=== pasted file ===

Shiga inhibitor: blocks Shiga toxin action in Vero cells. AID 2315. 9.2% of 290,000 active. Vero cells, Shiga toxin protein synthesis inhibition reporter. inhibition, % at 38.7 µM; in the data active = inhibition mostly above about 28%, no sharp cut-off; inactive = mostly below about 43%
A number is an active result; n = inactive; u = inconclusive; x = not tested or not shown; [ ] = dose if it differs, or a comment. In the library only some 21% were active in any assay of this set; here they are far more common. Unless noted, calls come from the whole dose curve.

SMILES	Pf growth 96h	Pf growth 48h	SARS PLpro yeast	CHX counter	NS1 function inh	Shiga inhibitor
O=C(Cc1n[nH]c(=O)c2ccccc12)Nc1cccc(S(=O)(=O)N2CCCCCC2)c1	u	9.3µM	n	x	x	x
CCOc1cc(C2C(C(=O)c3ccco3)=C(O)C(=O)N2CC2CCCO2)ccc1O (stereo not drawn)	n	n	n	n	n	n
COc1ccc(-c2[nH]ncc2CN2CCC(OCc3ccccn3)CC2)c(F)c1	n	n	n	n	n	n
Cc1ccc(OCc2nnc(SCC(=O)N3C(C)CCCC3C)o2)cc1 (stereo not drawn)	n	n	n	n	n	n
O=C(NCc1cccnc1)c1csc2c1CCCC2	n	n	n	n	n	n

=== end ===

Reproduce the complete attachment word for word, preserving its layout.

Shiga inhibitor: blocks Shiga toxin action in Vero cells. AID 2315. 9.2% of 290,000 active. Vero cells, Shiga toxin protein synthesis inhibition reporter. inhibition, % at 38.7 µM; in the data active = inhibition mostly above about 28%, no sharp cut-off; inactive = mostly below about 43%
A number is an active result; n = inactive; u = inconclusive; x = not tested or not shown; [ ] = dose if it differs, or a comment. In the library only some 21% were active in any assay of this set; here they are far more common. Unless noted, calls come from the whole dose curve.

SMILES	Pf growth 96h	Pf growth 48h	SARS PLpro yeast	CHX counter	NS1 function inh	Shiga inhibitor
O=C(Cc1n[nH]c(=O)c2ccccc12)Nc1cccc(S(=O)(=O)N2CCCCCC2)c1	u	9.3µM	n	x	x	x
CCOc1cc(C2C(C(=O)c3ccco3)=C(O)C(=O)N2CC2CCCO2)ccc1O (stereo not drawn)	n	n	n	n	n	n
COc1ccc(-c2[nH]ncc2CN2CCC(OCc3ccccn3)CC2)c(F)c1	n	n	n	n	n	n
Cc1ccc(OCc2nnc(SCC(=O)N3C(C)CCCC3C)o2)cc1 (stereo not drawn)	n	n	n	n	n	n
O=C(NCc1cccnc1)c1csc2c1CCCC2	n	n	n	n	n	n